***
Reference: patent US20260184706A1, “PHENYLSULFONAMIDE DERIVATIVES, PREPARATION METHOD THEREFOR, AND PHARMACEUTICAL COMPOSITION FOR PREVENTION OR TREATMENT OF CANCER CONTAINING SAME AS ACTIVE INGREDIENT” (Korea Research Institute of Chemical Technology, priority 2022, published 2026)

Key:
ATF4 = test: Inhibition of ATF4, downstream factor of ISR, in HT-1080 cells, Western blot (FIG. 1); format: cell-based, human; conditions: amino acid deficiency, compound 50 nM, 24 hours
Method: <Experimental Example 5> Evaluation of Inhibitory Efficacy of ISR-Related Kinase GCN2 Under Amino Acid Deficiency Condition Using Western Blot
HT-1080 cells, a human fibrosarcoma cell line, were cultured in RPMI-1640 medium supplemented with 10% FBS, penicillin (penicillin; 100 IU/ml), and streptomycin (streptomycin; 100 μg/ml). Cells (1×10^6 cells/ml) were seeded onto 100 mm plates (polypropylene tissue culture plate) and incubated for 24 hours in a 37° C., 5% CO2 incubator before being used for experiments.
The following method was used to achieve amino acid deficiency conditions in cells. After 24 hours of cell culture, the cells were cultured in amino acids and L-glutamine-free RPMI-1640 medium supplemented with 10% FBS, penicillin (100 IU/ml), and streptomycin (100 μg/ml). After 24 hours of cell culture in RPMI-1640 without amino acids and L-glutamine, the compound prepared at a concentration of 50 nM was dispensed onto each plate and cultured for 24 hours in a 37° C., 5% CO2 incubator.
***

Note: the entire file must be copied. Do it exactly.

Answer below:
Reference: patent US20260184706A1, “PHENYLSULFONAMIDE DERIVATIVES, PREPARATION METHOD THEREFOR, AND PHARMACEUTICAL COMPOSITION FOR PREVENTION OR TREATMENT OF CANCER CONTAINING SAME AS ACTIVE INGREDIENT” (Korea Research Institute of Chemical Technology, priority 2022, published 2026)

Key:
ATF4 = test: Inhibition of ATF4, downstream factor of ISR, in HT-1080 cells, Western blot (FIG. 1); format: cell-based, human; conditions: amino acid deficiency, compound 50 nM, 24 hours
Method: <Experimental Example 5> Evaluation of Inhibitory Efficacy of ISR-Related Kinase GCN2 Under Amino Acid Deficiency Condition Using Western Blot
HT-1080 cells, a human fibrosarcoma cell line, were cultured in RPMI-1640 medium supplemented with 10% FBS, penicillin (penicillin; 100 IU/ml), and streptomycin (streptomycin; 100 μg/ml). Cells (1×10^6 cells/ml) were seeded onto 100 mm plates (polypropylene tissue culture plate) and incubated for 24 hours in a 37° C., 5% CO2 incubator before being used for experiments.
The following method was used to achieve amino acid deficiency conditions in cells. After 24 hours of cell culture, the cells were cultured in amino acids and L-glutamine-free RPMI-1640 medium supplemented with 10% FBS, penicillin (100 IU/ml), and streptomycin (100 μg/ml). After 24 hours of cell culture in RPMI-1640 without amino acids and L-glutamine, the compound prepared at a concentration of 50 nM was dispensed onto each plate and cultured for 24 hours in a 37° C., 5% CO2 incubator.